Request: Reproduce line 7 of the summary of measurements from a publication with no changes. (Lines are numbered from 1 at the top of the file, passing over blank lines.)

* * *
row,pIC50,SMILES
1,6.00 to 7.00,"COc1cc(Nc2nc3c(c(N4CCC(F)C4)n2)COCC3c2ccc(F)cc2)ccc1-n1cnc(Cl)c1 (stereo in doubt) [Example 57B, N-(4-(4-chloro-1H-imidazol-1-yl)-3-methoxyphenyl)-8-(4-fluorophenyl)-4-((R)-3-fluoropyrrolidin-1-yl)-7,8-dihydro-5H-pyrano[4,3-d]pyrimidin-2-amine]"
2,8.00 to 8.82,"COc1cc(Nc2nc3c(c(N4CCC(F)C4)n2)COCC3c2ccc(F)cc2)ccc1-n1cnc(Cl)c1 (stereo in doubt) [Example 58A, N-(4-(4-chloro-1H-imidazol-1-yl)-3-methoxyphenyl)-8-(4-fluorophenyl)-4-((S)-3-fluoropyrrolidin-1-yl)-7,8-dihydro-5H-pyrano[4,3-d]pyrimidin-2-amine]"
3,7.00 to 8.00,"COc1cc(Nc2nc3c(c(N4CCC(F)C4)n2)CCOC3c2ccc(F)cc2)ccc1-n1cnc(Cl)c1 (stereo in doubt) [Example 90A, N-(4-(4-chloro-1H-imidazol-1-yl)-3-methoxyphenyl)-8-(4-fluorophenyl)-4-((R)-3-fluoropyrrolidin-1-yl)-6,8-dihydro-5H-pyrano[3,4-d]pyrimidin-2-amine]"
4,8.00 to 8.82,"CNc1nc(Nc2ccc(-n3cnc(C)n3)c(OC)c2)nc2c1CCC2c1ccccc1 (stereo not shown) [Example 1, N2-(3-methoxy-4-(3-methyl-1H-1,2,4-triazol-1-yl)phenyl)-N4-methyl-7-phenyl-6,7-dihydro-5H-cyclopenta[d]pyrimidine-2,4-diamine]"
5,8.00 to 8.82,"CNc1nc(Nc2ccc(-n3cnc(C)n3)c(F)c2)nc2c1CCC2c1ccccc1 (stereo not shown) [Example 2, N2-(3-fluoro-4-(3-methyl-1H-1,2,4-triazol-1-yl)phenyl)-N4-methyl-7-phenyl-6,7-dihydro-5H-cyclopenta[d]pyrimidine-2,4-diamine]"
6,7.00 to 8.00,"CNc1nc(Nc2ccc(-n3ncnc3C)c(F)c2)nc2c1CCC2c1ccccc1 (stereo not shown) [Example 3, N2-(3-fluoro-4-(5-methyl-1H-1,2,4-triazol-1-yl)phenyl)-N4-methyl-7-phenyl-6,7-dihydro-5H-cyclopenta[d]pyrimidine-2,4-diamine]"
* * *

6,7.00 to 8.00,"CNc1nc(Nc2ccc(-n3ncnc3C)c(F)c2)nc2c1CCC2c1ccccc1 (stereo not shown) [Example 3, N2-(3-fluoro-4-(5-methyl-1H-1,2,4-triazol-1-yl)phenyl)-N4-methyl-7-phenyl-6,7-dihydro-5H-cyclopenta[d]pyrimidine-2,4-diamine]"